Energy security report calls for Ireland to develop large gas storage facilities – The Irish Times

A landmark report on Ireland’s energy security suggests that Ireland should develop large gas storage facilities to reduce the risks posed by any future disruptions to supply.

Storage of publicly owned gas on land or a floating liquefied natural gas (LNG) terminal are two options that international re-port consultants have identified as ways Ireland can enhance energy security over the next eight years.

The publication of the report on the security of Ireland’s energy supply to 2030 comes against the backdrop of the crisis caused by the Russian war in Ukraine, rising energy bills for homes and businesses, and fears that Ireland may suffer from blackouts this winter.

Alliance leaders will meet tonight [Monday] To continue discussing preparations for next week’s budget, with helping companies facing rising energy costs expected to be the focus of their discussions.

Ahead of the meeting, Environment Secretary Eamonn Ryan will unveil an energy supply security review of Ireland’s electricity and natural gas systems, which was conducted by independent experts at Cambridge Economic Policy. It examines the potential risks to Ireland’s natural gas and energy supply, and examines a range of measures to mitigate these risks. These include the need for additional capacity to import energy, develop energy storage, diversify fuels, and bring renewable gases such as hydrogen into the stream.

The review will be the subject of a public consultation period until the end of October, before recommendations are submitted to the government for approval.

Options included in the document include the development and strategic use of a state-owned gas storage facility that can be filled from the gas network, and operate during periods when there is a material risk of demand disruption in Ireland. Public comments from Mr. Ryan in recent weeks indicate that he supports this proposal.

However, the review also identifies other options including the use of floating LNG terminals at times when there is a risk of disruption to supplies to Ireland. The government has not joined many other European countries in seeking to secure such floating stations.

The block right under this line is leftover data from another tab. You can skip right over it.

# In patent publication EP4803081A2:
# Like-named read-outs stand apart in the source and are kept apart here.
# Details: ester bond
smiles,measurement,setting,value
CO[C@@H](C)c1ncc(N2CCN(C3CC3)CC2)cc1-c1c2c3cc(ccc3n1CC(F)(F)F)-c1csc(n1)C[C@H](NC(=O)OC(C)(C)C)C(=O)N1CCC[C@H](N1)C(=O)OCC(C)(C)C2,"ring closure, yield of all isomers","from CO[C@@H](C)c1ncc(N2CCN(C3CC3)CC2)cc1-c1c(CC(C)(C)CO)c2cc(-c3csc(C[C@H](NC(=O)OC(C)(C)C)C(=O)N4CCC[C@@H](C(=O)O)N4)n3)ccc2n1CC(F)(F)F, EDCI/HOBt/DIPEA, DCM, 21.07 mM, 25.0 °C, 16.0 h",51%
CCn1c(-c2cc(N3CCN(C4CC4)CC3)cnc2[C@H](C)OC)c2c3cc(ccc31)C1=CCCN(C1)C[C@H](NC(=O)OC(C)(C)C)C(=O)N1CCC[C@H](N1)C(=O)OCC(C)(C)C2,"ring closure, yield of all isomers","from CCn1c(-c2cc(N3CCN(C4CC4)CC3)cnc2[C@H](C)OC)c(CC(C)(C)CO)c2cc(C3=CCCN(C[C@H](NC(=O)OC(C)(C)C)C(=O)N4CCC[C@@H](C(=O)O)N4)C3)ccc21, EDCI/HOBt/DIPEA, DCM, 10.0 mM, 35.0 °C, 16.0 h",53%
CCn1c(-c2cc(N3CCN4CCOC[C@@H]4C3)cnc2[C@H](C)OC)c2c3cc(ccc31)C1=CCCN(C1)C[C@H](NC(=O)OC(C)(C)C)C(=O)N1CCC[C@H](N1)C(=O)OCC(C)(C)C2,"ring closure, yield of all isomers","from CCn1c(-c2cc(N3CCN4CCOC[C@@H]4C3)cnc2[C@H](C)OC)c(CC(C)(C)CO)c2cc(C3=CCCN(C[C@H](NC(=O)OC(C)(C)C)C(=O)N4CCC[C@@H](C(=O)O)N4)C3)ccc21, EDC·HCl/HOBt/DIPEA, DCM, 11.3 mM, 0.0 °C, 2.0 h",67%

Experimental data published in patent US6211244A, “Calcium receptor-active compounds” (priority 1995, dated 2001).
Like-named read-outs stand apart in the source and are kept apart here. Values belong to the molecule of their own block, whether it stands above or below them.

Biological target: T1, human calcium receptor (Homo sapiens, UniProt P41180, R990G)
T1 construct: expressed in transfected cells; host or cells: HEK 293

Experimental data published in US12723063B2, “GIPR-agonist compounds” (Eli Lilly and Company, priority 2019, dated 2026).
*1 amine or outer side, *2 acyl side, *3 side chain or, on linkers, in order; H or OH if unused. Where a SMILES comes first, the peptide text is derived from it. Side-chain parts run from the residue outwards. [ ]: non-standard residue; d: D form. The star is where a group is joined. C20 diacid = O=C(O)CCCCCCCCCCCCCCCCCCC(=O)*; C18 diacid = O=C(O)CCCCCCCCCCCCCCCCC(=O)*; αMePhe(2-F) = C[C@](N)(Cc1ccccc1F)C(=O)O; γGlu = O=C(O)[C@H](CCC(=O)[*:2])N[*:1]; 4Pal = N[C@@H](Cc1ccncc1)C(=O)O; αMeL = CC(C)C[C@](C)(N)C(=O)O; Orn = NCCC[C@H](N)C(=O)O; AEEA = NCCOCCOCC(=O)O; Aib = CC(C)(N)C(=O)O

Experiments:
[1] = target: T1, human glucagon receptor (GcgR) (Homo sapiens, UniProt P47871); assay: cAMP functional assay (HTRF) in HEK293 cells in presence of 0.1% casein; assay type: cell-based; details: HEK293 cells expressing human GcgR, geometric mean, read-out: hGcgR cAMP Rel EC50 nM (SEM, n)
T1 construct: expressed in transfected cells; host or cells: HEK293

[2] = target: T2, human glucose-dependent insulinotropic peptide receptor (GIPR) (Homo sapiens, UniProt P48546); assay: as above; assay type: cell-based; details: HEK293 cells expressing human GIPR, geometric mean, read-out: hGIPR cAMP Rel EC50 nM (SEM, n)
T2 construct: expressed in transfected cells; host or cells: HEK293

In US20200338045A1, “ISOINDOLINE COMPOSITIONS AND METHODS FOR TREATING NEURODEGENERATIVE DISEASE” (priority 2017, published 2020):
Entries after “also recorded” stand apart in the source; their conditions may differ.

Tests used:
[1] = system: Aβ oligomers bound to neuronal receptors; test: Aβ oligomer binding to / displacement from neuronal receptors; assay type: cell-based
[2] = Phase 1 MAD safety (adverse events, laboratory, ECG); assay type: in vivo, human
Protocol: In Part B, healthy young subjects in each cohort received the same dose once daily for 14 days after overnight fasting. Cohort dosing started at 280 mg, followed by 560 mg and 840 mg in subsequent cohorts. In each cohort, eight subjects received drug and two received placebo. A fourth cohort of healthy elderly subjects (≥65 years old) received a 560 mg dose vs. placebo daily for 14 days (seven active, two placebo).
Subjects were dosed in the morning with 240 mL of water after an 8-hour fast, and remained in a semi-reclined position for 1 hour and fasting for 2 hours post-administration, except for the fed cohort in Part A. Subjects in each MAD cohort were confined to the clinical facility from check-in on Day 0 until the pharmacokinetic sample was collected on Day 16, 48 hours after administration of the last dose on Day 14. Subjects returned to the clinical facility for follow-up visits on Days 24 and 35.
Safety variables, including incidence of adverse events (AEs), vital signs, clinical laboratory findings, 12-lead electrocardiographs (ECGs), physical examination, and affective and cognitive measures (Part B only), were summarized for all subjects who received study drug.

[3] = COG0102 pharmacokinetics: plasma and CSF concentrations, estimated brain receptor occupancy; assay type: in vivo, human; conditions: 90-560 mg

The green side has significant concerns about the use of LNG because some producers use the environmentally harmful fracking process to extract the gas. Others in government – notably at Fine Gael – believe that the use of LNG should not be ruled out. It is Government policy that it would be inappropriate to allow the development of any LNG terminals in Ireland or proceed before the outcome of the Energy Security Review.

Another option in the review is to accelerate energy efficiency and diversify the fuel away from gas towards renewable fuels.

Concerns about Ireland’s ability to generate enough electricity this winter have led to energy conservation measures for the public sector, such as turning off thermostats in offices, as well as advice for households to limit their use during peak hours between 5pm and 7pm.

Soaring bills saw the prospect of a windfall tax on energy company profits being included in the budget to help finance a billion-euro cost-of-living package to support struggling families.

The government is leaning towards more electricity bill credits similar to the €200 deduction earlier this year to help families pay their utility bills on the option of capping electricity prices, which is seen as a risk to the state’s public finances in the event of a price increase.

Tánaiste Leo Varadkar on Sunday outlined measures under consideration to help businesses, including low-cost loans, large grants to energy-heavy exporters and manufacturers. He also said that the possibility of stable repayment or a way to provide a discount on bills for SMEs is also being explored. “Obviously the goal is to make sure that viable but vulnerable businesses remain, and that the jobs of the people who work there are protected,” he told RTÉ.